Cancer treatment has significantly evolved since the approval of the first companion diagnostic, HercepTest, in 1998. Both targeted therapies and immunotherapies have revolutionized cancer treatment, benefiting greatly from precision biomarker strategies which enhance outcomes in selected patient populations. However, we are beginning to reach the limits of existing biomarker-driven treatment efficacy and development.
Broadly, tissue-based biomarkers fall into two main categories, each with innate limitations which present challenges for drug development. Molecular biomarkers (e.g. EGFR, MSI, etc.) indicate a specific genetic alteration that leads to an abnormal phenotype but they fail to consider the heterogeneity of etiologies that can lead to similar abnormal phenotypes. Protein biomarkers are closer to the downstream manifestation of genetic alterations and immune-dysregulation but suffer from manual and subjective interpretations to establish score cut-offs. For example, PD-L1 expression level (i.e., CPS or TPS) offers an imperfect ability to predict treatment response. A significant percentage of potential responders are not identified using existing PD-L1 cut-offs and a portion of PD-L1 positive patients also fail to respond to therapy (1).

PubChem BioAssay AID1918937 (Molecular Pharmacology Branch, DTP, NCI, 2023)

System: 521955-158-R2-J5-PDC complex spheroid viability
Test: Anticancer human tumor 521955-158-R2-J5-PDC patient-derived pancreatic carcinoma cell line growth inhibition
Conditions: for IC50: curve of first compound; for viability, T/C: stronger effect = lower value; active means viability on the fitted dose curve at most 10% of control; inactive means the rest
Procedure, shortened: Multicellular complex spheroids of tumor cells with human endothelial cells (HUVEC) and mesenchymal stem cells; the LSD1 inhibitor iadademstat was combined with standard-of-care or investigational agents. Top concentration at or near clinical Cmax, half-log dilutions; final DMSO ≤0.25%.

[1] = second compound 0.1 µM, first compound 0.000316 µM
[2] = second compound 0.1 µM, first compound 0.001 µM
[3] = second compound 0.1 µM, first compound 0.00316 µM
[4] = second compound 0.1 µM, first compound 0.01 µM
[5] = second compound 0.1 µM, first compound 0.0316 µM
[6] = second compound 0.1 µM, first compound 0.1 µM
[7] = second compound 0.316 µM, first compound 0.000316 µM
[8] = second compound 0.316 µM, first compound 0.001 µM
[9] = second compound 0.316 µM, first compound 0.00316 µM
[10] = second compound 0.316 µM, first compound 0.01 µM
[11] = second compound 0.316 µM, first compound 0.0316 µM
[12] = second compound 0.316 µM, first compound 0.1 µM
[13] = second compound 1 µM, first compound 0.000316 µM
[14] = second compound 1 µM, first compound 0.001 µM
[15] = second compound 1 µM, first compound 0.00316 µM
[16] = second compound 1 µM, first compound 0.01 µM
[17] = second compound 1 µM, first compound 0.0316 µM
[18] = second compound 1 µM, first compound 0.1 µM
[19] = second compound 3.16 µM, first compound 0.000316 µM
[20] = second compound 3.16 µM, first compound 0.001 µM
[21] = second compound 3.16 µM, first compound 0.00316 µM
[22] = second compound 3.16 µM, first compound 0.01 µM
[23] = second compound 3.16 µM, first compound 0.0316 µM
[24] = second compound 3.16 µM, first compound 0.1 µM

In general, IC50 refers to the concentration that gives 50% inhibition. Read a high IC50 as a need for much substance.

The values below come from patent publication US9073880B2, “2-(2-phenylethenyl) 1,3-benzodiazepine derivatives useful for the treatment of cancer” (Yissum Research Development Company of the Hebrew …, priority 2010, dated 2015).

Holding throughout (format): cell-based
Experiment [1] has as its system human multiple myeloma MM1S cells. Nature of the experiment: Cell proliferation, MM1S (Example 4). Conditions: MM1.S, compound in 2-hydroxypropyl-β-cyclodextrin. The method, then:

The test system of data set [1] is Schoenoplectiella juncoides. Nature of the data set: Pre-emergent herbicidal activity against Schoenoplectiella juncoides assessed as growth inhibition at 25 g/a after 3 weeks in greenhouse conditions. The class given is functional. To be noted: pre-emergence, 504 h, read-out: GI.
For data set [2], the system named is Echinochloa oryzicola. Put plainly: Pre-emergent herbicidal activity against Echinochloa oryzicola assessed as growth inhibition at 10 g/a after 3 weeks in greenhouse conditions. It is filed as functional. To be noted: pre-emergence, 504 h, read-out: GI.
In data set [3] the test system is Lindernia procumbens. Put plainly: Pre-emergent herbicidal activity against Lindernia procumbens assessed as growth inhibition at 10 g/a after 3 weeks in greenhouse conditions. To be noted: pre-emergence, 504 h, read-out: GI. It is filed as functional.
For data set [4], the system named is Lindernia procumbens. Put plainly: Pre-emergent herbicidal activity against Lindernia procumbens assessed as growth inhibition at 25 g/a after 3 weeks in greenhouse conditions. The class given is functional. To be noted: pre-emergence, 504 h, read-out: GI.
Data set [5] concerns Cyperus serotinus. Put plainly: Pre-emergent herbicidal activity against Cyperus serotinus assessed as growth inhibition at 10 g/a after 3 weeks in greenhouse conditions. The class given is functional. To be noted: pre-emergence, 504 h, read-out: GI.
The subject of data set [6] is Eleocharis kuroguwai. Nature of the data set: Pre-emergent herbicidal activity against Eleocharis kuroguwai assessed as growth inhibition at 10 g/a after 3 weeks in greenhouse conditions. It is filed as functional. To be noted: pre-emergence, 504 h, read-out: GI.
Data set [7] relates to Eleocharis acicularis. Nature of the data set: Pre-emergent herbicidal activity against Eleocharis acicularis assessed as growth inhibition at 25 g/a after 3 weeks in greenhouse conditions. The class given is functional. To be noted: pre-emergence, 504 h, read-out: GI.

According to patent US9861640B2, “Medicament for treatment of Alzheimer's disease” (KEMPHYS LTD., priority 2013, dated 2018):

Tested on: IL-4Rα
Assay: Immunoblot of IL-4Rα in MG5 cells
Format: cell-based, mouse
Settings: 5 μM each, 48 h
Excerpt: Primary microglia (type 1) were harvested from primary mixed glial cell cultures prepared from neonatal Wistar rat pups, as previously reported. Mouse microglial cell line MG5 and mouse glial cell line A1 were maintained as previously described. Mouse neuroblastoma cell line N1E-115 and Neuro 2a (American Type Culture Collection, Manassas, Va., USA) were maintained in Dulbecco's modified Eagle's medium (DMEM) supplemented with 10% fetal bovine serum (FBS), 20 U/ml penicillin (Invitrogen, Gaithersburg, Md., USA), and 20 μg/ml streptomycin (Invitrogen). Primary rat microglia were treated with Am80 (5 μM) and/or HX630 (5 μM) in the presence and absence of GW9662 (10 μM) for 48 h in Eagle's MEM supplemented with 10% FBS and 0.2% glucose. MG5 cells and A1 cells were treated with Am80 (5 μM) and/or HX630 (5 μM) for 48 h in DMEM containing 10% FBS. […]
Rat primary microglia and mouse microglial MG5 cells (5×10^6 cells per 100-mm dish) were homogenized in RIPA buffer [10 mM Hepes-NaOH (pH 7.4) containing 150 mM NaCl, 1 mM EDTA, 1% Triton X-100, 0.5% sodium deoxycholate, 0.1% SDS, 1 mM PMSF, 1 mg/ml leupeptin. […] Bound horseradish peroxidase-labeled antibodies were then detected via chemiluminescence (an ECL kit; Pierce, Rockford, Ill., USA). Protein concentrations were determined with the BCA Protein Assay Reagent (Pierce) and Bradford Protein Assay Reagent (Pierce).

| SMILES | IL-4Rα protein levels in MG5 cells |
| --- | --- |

The complete picture of disease biology cannot be observed from surveying a very limited amount of specific genetic or protein abnormalities. To unlock new biomarker insights and develop new lifesaving treatments, pharmaceutical manufacturers have been turning to research of the tumor microenvironment (TME) to further evolve an understanding of disease biology.
What is the Tumor Microenvironment?
The TME describes the ecosystem that surrounds and comprises a tumor. (2) Numerous cell and tissue types including immune cells, stromal cells, the blood and vascular networks, as well as various environmental components (e.g., secretory factors), contribute to the regulation of tumor progression and therapeutic response in unique ways. This ecosystem may be differentially represented across disease types and patient populations. There have been various approved therapies directed toward the vasculature, immune checkpoints, and T cells (e.g., aVEGF, PD-L1, CD19) with many treatment targets emerging within the TME (e.g., tertiary lymphoid structures (TLS) and tumor infiltrating lymphocytes (TILs)). (3)